Jan 30 ENV222 lecture notes.pdf

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University of Toronto St. George
School of Environment
Geoffrey Mac Donald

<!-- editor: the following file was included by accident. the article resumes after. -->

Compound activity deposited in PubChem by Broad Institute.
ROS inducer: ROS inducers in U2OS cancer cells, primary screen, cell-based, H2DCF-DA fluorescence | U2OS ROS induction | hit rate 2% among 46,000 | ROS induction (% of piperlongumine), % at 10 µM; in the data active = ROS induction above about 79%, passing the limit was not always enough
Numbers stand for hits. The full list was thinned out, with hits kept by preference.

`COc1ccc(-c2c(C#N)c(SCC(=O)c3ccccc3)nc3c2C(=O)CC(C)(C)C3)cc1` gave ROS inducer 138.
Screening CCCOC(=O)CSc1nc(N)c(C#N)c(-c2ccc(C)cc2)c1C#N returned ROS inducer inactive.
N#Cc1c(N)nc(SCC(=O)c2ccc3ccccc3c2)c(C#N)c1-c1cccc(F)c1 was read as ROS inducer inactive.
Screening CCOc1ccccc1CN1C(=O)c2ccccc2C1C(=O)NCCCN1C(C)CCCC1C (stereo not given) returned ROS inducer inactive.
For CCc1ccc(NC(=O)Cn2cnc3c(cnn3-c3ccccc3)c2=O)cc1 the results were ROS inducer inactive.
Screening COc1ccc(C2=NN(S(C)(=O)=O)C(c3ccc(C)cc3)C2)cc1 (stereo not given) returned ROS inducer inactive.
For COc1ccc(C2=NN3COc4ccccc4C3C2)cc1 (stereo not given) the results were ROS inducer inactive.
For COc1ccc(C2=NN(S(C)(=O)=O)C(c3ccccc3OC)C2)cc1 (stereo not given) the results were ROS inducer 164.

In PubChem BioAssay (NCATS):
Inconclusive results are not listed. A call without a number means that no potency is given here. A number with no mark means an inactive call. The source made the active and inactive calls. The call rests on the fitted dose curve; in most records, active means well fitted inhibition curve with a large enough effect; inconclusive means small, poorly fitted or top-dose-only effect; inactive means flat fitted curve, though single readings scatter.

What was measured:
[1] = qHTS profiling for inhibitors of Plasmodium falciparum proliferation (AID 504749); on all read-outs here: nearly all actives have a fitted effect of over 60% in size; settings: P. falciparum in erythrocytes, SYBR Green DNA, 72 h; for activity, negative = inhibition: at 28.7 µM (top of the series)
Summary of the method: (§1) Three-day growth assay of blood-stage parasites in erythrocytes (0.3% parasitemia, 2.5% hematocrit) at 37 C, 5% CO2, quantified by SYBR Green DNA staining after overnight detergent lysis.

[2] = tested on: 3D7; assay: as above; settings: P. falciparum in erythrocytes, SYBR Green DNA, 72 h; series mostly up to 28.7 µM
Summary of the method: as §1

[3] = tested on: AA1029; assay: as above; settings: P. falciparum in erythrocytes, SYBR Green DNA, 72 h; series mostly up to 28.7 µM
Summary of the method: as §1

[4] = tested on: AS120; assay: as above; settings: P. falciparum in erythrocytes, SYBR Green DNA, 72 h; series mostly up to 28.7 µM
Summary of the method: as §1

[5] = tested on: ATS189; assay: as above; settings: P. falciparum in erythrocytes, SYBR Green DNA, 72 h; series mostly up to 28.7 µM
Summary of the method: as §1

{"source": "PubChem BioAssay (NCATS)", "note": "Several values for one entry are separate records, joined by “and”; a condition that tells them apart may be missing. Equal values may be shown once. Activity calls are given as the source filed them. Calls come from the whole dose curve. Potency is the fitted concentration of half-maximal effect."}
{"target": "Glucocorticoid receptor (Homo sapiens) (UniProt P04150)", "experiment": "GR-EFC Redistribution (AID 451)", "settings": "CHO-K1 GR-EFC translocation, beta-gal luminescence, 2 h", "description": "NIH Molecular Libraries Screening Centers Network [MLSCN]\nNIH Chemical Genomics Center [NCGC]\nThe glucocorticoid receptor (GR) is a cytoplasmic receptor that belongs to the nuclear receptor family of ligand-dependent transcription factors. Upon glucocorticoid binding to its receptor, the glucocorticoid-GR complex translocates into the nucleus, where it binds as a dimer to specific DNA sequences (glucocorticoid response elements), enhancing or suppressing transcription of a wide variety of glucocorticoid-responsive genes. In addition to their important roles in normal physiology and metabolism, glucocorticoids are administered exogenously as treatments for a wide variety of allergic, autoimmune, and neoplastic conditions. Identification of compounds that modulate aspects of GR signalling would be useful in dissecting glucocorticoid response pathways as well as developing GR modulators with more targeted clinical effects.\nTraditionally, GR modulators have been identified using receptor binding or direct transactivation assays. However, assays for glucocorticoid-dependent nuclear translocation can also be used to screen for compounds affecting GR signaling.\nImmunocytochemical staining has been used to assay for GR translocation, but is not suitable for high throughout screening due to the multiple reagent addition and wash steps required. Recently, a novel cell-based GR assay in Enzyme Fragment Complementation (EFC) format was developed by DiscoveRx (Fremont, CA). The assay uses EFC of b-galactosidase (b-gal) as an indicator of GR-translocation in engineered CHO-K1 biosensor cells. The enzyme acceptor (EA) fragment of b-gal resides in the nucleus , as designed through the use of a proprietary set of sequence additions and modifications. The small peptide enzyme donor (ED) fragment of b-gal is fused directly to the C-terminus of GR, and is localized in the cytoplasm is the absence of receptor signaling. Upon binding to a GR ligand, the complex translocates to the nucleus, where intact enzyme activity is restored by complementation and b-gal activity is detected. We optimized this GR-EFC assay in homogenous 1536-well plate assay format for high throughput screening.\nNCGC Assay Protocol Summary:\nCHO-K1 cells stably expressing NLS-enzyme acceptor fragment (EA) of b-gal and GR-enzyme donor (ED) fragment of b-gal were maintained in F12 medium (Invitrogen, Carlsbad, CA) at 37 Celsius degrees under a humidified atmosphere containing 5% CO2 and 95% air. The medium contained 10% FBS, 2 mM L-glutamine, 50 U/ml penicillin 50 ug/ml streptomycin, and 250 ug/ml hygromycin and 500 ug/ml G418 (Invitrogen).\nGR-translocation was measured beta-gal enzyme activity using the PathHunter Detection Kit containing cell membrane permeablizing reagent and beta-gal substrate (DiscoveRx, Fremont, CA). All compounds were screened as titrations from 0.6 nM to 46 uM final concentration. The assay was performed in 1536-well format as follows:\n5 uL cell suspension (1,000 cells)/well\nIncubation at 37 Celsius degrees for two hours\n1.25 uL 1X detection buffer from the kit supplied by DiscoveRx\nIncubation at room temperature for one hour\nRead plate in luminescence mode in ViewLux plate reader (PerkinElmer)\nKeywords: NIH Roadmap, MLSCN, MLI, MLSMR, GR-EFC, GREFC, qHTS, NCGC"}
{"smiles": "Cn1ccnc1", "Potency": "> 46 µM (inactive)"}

8) Jan. 30 Causes (and solution): Technology Ehrlich, Paul R. andAnne H. Ehrlich (2004). "Chapter 5 Technology Matters." One With Nineveh. Washington: Island Press. pp. 138-180. ! ! Lecture outline ! 1. Defining technology . physical artefact created by humans to meet human needs; "machine" . human organization around the machine; eg, the factory - production is centralized in one place, with humans working on assembly lines; eg, the low-density suburb - a form of living only possible with quick, cheap transportation made possible by the motor vehicle; reader p. 140 "also includes the social, economic, and political arrangements" . machine used by humans, plus machine which replaces humans; robot, eg Watson, who/ which can win at Jeopardy, or Deep Blue who/which beat the world chess champion ! 2. Technology and economic growth . increases productivity of labour, so creates wealth (same inputs generates greater output) . creates demand "computer-games designers invented a product that humanity never knew it needed but now cannot do without" Economist Jan. 18-24, 2014, p. 9; increased demand means more production, higher economic growth ! If new technology can always create new human demand, the prospects of putting limits on demand, and therefore economic growth, become dim. ! . allows capital (money used to buy machines) to replace human labour as input to production process; eg, computer means secretaries are no longer hired to operate typewriters; robot on assembly line replaces human worker; increases capital available for investment, so increases economic growth, although at same time increases unemployment and wealth inequality ! 3. Historical development of technology . origins with first emergence of human species . basis of transfer to fixed settlement, agricultural society . key factor is acceleration in post-Renaissance period . plus, development of machines driven by fossil-fuel energy, eg steam engine . 18 century creation of factory system, centred on the large machine, eg textiles . 19 century marriage of science and technology; eg chemistry, leading to products like pesticides . World War I and mechanization of warfare . 20the c. accelerating increase in capability of machines ! !1 4. Technology as chooser . once a new technology becomes wide-spread, it takes human life down different paths . eg, motor vehicle - suburb . eg, atomic bomb - threat of nuclear war/terrorist attack . eg, mobile communications device - loss of self ! But, humans do not make a rational, self-interested choice because: 1) we are not aware of implications when first adopt a new technology; 2) adopted largely in the decentralized market, due to demand which the machine itself created. See also reader p. 170 for argument market cannot choose, because externalities of the technology (eg pollution) are not included in price. ! 5. Energy technologies To address the problem of climate change, we need to do two things: . increase efficiency of energy use . change to energy sources which do not emit greenhouse gases But, we face challenges
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